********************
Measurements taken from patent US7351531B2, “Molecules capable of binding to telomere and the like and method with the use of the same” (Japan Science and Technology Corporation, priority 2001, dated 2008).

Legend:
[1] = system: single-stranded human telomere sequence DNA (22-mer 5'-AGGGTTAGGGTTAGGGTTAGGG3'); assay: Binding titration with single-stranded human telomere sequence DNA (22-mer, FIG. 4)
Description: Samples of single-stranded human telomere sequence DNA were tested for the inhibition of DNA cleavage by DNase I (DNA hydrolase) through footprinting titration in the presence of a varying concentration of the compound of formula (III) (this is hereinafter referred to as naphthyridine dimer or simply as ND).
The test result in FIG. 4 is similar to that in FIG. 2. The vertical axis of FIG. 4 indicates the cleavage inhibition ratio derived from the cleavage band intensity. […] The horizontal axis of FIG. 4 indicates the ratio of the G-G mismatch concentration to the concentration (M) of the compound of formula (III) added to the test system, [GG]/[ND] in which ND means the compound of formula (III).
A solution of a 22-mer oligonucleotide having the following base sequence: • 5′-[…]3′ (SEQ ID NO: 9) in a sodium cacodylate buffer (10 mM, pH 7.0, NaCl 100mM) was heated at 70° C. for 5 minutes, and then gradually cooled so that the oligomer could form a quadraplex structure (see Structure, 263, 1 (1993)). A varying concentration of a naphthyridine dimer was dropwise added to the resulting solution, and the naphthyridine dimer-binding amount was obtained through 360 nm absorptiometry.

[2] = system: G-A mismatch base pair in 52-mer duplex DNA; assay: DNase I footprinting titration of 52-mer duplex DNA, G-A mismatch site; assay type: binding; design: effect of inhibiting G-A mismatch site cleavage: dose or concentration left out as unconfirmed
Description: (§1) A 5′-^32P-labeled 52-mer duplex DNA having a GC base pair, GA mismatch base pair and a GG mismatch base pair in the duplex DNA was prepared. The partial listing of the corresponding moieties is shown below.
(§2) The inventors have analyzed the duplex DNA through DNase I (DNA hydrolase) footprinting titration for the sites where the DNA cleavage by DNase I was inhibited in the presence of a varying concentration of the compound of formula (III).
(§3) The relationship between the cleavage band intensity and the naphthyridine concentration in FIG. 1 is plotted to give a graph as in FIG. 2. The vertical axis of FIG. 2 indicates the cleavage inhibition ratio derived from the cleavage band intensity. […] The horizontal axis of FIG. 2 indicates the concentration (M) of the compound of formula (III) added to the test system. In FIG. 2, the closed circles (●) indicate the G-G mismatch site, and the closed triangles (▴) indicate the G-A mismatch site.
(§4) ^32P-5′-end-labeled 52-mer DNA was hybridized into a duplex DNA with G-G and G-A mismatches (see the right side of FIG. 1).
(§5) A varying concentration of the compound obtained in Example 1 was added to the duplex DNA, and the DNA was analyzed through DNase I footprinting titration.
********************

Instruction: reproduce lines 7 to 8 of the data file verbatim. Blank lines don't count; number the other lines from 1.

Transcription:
[2] = system: G-A mismatch base pair in 52-mer duplex DNA; assay: DNase I footprinting titration of 52-mer duplex DNA, G-A mismatch site; assay type: binding; design: effect of inhibiting G-A mismatch site cleavage: dose or concentration left out as unconfirmed
Description: (§1) A 5′-^32P-labeled 52-mer duplex DNA having a GC base pair, GA mismatch base pair and a GG mismatch base pair in the duplex DNA was prepared. The partial listing of the corresponding moieties is shown below.